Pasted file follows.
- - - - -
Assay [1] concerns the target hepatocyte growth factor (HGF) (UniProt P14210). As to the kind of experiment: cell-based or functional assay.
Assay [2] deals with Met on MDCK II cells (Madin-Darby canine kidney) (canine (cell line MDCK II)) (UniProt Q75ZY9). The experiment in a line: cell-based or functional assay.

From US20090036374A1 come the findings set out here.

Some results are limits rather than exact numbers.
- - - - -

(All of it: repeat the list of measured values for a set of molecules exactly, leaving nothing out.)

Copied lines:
Assay [1] concerns the target hepatocyte growth factor (HGF) (UniProt P14210). As to the kind of experiment: cell-based or functional assay.
Assay [2] deals with Met on MDCK II cells (Madin-Darby canine kidney) (canine (cell line MDCK II)) (UniProt Q75ZY9). The experiment in a line: cell-based or functional assay.

From US20090036374A1 come the findings set out here.

Some results are limits rather than exact numbers.